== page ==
Scottish pro-independence newspaper The National has said it was “banned” from covering Theresa May’s visit to Scotland and has today published a blank space where its coverage would have been.
The paper’s editor, Callum Baird, claimed his title was “presumably” left out because she does not agree with its editorial line on Scottish independence – it supported the Yes campaign in the 2014 vote.
The Newsquest-owned daily said it was barred from the Prime Minister’s press event with other newspapers on her whistlestop visit to Scotland yesterday as she tours the UK to sell her Brexit deal to the public.
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The No 10 press office reportedly told The National “limited capacity” meant they could not attend May’s meeting in Bridge of Weir. A government spokesperson was unable to confirm this to Press Gazette today.
In response, The National today left its front page headlines and subheadings blank along with a double-page spread on pages six and seven as it pointedly refused to cover May’s visit.
The splash design included a silhouette of the Prime Minister with the words: “This is where we would have reported on Theresa May’s visit to Scotland. We were not allowed in to her press event with the other newspapers. We have refused to cover it.”
Inside the headline read: “Theresa May visits Scotland. We have refused to cover the PM’s trip”, alongside a blank story template including the byline “not by Andrew Learmonth”, its political reporter.
Baird told Press Gazette he had a “funny feeling” the newspaper would be invited the next time May visits Scotland.
He said: “It was outrageous when we heard that we weren’t going to be invited to the event. We work in the same newspaper office as the Herald so we knew that they were going and we knew other papers were going.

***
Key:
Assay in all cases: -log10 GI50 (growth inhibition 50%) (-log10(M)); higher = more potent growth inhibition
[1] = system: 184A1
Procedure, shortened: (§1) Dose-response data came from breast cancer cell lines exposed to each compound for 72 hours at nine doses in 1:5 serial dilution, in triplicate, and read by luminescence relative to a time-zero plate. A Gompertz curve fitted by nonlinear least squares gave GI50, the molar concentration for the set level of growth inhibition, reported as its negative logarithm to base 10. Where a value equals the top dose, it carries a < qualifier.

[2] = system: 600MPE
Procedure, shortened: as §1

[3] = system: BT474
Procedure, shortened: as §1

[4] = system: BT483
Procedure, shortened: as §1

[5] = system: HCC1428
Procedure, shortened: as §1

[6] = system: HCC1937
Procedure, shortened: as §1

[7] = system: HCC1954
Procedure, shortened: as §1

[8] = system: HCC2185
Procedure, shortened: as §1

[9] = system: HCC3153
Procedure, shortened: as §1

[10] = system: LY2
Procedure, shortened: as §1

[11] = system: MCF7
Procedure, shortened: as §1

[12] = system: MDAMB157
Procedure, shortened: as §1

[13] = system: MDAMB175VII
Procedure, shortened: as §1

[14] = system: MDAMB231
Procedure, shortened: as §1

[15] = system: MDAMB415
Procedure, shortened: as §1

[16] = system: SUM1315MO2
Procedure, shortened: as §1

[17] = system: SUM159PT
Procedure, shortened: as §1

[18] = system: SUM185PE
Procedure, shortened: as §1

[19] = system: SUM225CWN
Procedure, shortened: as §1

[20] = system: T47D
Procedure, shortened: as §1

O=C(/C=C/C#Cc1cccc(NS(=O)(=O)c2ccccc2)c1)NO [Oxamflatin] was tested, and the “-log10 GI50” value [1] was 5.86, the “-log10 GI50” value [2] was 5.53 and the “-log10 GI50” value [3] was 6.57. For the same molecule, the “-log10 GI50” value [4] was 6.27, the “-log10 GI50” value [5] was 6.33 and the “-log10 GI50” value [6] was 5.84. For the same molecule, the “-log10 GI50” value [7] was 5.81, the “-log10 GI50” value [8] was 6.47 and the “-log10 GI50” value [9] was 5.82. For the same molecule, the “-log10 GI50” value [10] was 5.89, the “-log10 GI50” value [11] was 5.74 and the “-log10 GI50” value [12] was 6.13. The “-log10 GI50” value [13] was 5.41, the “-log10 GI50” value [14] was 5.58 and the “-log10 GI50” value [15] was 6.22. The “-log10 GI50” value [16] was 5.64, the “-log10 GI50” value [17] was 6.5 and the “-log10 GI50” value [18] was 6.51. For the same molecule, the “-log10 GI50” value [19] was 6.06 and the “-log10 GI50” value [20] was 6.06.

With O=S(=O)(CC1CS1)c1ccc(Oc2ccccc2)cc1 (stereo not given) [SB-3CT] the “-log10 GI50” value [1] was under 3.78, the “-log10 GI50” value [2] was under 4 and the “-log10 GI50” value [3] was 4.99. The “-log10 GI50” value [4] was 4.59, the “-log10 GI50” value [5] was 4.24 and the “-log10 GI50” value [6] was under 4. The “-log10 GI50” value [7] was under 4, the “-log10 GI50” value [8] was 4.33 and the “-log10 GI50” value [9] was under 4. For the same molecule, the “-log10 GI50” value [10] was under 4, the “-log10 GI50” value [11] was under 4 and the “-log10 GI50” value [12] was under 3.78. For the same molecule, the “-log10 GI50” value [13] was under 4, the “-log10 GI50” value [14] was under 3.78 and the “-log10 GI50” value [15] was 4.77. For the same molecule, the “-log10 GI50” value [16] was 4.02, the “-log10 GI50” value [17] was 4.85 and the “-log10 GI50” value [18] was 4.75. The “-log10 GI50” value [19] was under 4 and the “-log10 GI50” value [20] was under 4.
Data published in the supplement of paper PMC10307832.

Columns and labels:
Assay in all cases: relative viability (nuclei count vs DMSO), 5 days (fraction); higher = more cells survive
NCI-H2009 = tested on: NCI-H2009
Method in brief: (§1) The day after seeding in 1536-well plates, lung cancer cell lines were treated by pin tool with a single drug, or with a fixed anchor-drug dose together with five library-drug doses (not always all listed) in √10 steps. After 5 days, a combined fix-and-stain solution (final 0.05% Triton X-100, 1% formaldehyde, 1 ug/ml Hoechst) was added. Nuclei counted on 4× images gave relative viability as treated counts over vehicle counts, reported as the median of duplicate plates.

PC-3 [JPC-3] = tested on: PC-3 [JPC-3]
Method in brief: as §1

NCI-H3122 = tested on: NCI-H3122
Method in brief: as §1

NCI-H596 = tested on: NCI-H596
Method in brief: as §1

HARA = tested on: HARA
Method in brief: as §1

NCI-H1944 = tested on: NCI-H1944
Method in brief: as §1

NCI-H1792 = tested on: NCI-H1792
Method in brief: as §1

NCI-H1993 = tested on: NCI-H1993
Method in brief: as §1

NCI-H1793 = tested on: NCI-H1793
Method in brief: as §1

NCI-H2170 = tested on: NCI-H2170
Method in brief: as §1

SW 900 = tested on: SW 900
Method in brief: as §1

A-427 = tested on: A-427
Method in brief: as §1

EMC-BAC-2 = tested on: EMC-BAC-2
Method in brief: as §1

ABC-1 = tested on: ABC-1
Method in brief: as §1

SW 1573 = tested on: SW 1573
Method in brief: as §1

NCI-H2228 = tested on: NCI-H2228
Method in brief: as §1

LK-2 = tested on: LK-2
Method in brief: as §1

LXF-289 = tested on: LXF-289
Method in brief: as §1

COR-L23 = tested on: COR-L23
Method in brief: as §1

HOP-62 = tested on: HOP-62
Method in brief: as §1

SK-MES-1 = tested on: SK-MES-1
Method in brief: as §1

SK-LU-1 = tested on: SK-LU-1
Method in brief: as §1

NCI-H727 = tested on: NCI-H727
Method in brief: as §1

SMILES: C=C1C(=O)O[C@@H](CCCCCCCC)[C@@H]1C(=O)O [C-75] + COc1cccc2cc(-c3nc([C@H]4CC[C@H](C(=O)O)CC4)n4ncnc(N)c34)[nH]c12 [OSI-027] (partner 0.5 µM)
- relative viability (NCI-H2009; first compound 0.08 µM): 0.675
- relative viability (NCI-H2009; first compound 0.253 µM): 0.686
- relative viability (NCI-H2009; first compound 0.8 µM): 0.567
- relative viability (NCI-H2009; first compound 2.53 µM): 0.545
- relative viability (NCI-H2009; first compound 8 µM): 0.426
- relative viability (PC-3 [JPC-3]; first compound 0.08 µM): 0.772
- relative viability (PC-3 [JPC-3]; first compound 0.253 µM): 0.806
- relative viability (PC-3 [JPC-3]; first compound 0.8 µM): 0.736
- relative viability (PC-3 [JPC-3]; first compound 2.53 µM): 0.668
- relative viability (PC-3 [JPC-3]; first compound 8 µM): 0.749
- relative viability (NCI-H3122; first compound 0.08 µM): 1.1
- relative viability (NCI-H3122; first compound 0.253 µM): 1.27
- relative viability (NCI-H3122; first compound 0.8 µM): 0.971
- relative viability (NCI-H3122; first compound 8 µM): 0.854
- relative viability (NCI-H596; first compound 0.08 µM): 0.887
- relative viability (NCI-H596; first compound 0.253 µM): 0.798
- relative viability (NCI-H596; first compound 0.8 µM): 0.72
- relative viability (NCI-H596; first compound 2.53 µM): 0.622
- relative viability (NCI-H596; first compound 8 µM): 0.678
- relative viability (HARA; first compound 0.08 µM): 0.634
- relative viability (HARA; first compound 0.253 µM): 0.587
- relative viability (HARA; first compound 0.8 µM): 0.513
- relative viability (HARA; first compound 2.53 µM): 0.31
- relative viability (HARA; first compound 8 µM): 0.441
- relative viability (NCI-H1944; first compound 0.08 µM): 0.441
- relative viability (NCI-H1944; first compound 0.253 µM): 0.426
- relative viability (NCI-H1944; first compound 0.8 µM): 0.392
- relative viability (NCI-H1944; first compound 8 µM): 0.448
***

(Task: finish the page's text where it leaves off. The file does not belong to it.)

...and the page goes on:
“They said it was a ‘limited capacity’ and yet this is a factory that employs thousands of people so clearly there must be lots of room on site… We just thought we’re not going to let her get away with this.”
Baird added that the title first wrote of their exclusion online and it “seemed to strike a chord with people”.
He referenced recent events in the US, namely the White House suspending the CNN correspondent Jim Acosta’s press pass after a tense exchange with President Trump.
Speaking about the reaction to the front page since it was first published online last night, Baird said: “We were seeing people from all over the world tweeting it and journalism teachers from everywhere tweeting it which is fantastic, it’s a great reaction.
“But I think it just proves how significant an issue this is that the prime minister of a country is excluding a paper, presumably because she doesn’t agree with its editorial line.”
The National’s story about the “ban” included quotes from Lib Dem MP and former journalist Christine Jardine, who compared the “incompetent” decision to both the Acosta incident and former Scottish First Minister Alex Salmond’s decision to ban the Daily Telegraph, Daily Mail and Daily Express from his resignation conference in 2014.
NUJ Scotland organiser John Toner told the newspaper he supported its calls for an explanation “as to why they were excluded” and that in a democracy it is vital journalists are “given access to those in power”.
Media who were allowed access to May’s event included The Scotsman, The Herald, The Press and Journal, The Daily Record and STV.
The Daily Record said May spent “just ten minutes answering questions from the press after a hastily arranged tour of a leather manufacturer in Bridge of Weir”.
A No 10 spokesperson declined to comment for this story.
On the Sky News paper review last night, Daily Mirror associate editor Kevin Maguire and the Daily Mail’s Andrew Pierce both gave their support to the National.
Pierce said: “That’s a very clever front page and what a silly decision by her spin doctors not to allow The National in. What have we turned into, a police state?”
Maguire added: “It has as much right to go in as any other paper.”